Alessandro Bagnai opened his gallery in Siena in 1987. The gallery soon began to concentrate on a group of artists defined as the “New Roman School”, which included Giuseppe Gallo, Pizzi Cannella, Nunzio, Marco Tirelli and Gianni Dessì. Work with some of them continued over time, forging a close bond that led to the organisation of both museum and gallery exhibitions.
The main focus of the painting of the 1980s was on the relationship, right from the early years, with other artists of previous generations on the international scene. These included Mario Schifano, Sandro Chia, Roberto Barni, Enzo Cucchi, Aldo Mondino, Rainer Fetting and other Europeans and Americans, such as David Salle and Julian Schnabel, all shown in various group exhibitions.
The gallery also handles younger emerging artists such as Massimo Barzagli, Vittorio Corsini, Daniele Galliano, Maurizio Savini, Paolo Leonardo, May Cornet and numerous others, thus alternating exhibitions of artists of the new generation with exhibitions of established masters, such as Günther Uecker.
The gallery works in conjunction with some of the most renowned critics, curators, and art historians, such as Lorand Hegyi, Giorgio Verzotti, Achille Bonito Oliva, Alberto Boatto, Bruno Corà, Stephen Bann and Demetrio Paparoni.
Since 2016, the Alessandro Bagnai Gallery has been operating in its new premises in Foiano della Chiana, in the province of Arezzo, and a new venue in Florence, at Via Maggio 19-21r.
Reportage, Paola Gandolfi
“I’ve made choices in my work, often behaving like a collector rather than a dealer.”
Alessandro Bagnai, Courtesy Galleria Alessandro Bagnai. Foto: Bruno Bruchi
In conversation with Alessandro Bagnai, Galleria Alessandro Bagnai
How did your journey in art begin?
My journey in the art world began out of pure passion. In 1977, I moved from Siena to Rome. Some friends and I used to visit artists’ studios and try to raise funds to finance a magazine. n the 1980s, I returned to my hometown, but I continued to follow what was going on in the art world. I remember late-night discussions with some friends in Piazza del Campo along with Marco Antonio Tanganelli, a remarkable artist who unfortunately died prematurely. In 1986, I knocked on Mario Schifano’s door – I wanted to show him some of his works that I’d bought. And with these, I opened my first gallery exhibition in 1987.
When and how did you launch your gallery?
From 1987 to 1989, during the first two years of business, I exhibited in the gallery works by artists who were linked to my local area. However, I felt an urgent need to build a strong identity for the gallery; I knew I had to do this by working with artists possibly around my own age. I felt close to the work of some artists who worked in Rome in San Lorenzo. The first exhibition of one of the artists from Via degli Ausoni was devoted to Giuseppe Gallo: “Gallo è Pazzo” (Gallo is Crazy). Over the years, there followed exhibitions featuring Pizzi Cannella, Gianni Dessì, Nunzio, and Marco Tirelli. At the same time, I promoted the work of a group of Tuscan artists: Massimo Barzagli, Paolo Fabiani and Vittorio Corsini.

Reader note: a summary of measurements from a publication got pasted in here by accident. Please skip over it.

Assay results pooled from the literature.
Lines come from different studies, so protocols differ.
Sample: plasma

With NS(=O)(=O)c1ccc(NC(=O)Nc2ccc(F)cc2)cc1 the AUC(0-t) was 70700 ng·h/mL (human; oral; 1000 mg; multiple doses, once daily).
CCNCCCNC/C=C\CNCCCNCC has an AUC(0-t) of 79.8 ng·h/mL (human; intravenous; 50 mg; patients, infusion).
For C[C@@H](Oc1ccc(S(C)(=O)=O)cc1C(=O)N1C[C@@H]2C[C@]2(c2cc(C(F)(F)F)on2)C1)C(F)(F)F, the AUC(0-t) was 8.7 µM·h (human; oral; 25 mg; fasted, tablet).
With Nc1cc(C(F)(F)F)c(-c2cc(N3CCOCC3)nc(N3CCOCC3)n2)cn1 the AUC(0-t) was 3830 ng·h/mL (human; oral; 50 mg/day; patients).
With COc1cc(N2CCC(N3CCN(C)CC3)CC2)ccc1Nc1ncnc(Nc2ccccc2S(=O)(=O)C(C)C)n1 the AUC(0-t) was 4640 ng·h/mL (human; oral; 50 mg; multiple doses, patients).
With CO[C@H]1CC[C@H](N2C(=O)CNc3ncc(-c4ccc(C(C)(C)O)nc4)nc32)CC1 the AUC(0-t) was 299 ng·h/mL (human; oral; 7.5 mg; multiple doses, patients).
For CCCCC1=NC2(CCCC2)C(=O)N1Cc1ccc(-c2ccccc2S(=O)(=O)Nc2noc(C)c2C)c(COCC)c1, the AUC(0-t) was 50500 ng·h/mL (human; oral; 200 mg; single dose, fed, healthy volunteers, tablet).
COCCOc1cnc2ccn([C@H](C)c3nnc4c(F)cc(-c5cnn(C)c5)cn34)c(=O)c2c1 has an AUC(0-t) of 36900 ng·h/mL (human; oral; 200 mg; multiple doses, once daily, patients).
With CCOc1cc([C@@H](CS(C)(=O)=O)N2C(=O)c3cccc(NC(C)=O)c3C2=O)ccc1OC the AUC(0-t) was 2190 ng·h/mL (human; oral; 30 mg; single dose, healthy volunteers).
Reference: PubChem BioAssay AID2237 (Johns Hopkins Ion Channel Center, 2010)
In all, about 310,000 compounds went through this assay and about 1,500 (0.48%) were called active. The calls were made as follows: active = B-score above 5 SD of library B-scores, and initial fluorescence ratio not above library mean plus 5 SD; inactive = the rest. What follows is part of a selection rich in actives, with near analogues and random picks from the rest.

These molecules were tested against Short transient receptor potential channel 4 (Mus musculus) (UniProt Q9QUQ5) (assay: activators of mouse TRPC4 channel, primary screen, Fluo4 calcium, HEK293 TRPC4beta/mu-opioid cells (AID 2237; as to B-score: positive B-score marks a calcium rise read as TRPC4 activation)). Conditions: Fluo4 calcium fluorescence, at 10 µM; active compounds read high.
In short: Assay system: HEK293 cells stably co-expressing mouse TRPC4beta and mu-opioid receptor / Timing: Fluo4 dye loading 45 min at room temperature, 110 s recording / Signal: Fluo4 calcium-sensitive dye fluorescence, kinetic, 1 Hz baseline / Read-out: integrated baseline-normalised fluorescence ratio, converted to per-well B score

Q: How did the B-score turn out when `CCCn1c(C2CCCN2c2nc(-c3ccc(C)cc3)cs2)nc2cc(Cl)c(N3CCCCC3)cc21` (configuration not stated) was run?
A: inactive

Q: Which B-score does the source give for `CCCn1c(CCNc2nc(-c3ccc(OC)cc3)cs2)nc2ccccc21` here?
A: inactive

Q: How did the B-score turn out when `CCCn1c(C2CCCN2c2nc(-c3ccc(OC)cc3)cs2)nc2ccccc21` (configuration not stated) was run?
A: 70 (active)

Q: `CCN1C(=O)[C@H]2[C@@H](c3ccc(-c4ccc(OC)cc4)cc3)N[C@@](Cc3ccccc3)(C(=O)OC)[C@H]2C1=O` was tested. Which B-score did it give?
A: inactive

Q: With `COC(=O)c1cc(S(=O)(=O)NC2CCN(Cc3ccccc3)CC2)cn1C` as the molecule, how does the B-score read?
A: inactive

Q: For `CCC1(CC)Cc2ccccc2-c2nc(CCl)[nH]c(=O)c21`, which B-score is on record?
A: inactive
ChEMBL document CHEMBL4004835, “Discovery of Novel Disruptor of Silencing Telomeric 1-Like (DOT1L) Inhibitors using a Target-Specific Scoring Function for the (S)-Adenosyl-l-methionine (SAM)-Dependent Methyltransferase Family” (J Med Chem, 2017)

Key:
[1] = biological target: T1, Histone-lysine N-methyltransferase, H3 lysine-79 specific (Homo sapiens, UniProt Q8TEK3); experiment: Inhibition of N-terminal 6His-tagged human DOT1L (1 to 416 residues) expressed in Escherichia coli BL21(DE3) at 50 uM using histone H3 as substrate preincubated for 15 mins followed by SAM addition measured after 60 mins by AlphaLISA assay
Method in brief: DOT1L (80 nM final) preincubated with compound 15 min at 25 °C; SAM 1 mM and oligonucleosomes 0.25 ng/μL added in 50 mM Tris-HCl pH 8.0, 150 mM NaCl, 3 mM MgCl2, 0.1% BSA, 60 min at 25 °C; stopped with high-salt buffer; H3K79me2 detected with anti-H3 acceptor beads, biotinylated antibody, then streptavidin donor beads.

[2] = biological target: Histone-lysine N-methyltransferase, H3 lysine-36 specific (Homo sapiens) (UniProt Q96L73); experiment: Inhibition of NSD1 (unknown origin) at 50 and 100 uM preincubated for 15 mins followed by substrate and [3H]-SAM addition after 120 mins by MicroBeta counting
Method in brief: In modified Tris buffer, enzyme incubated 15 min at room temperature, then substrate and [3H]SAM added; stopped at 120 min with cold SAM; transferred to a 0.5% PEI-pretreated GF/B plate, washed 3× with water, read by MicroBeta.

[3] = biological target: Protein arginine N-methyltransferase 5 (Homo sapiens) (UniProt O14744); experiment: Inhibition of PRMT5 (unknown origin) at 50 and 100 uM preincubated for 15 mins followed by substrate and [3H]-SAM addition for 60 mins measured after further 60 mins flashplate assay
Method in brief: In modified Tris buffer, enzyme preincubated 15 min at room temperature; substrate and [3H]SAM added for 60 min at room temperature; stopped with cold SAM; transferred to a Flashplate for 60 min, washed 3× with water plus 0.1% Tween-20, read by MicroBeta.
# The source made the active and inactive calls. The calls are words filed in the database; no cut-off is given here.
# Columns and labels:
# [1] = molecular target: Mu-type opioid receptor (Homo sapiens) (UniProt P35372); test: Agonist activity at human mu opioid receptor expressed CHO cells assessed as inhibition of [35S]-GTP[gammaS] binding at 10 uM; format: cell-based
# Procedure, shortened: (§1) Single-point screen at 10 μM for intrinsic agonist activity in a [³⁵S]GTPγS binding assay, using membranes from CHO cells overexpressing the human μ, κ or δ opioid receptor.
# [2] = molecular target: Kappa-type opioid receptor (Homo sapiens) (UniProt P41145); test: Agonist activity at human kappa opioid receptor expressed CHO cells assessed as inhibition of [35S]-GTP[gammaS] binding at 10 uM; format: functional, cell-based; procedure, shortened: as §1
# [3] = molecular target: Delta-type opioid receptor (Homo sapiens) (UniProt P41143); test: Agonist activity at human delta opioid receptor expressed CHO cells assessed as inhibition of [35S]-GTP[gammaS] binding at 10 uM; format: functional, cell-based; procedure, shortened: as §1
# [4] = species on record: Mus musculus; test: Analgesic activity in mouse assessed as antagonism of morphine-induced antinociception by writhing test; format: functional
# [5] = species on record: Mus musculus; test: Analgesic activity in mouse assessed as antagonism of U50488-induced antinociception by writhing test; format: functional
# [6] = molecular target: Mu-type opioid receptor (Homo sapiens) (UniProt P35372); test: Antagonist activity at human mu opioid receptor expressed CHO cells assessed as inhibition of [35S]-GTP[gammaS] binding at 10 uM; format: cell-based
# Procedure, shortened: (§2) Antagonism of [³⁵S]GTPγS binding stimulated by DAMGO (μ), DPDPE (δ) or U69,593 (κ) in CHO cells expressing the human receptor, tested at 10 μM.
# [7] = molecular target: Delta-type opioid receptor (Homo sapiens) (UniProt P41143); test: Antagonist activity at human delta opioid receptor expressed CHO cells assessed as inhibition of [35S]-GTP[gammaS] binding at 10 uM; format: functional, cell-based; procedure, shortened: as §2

Tell us about the space you’ve chosen for your gallery and its setting.
I’ve often changed exhibition venues – it’s difficult and unnecessary to explain why. I opened in Siena and moved to Florence in 2000. In 2016, a former box factory in Foiano della Chiana in the province of Arezzo was converted from the gallery’s warehouse into its headquarters. A beautiful place, in my opinion, in an area of enormous artistic and scenic interest. I share this space with Galleria Antonella Villanova, with whom I’ll also be sharing premises in Florence, in Via Maggio.
How has the art market changed since you opened your gallery?
I opened at a time when everything was simpler than today, when the world was smaller, let’s say. Today everything seems much more complicated, even for artists. Speculation, which has certainly always been around, was not so prevalent. Auctions had not taken over the market, replacing galleries. Perhaps we had a greater illusion of producing culture.
Are you a collector?
I’ve made choices in my work, often behaving like a collector rather than a dealer. I haven’t looked for shortcuts, I haven’t jumped onto bandwagons. I’ve held on to, not without considerable difficulties, works to which I was particularly attached. My work requires a lot of energy, including financial energy. Parting with certain works is very often difficult.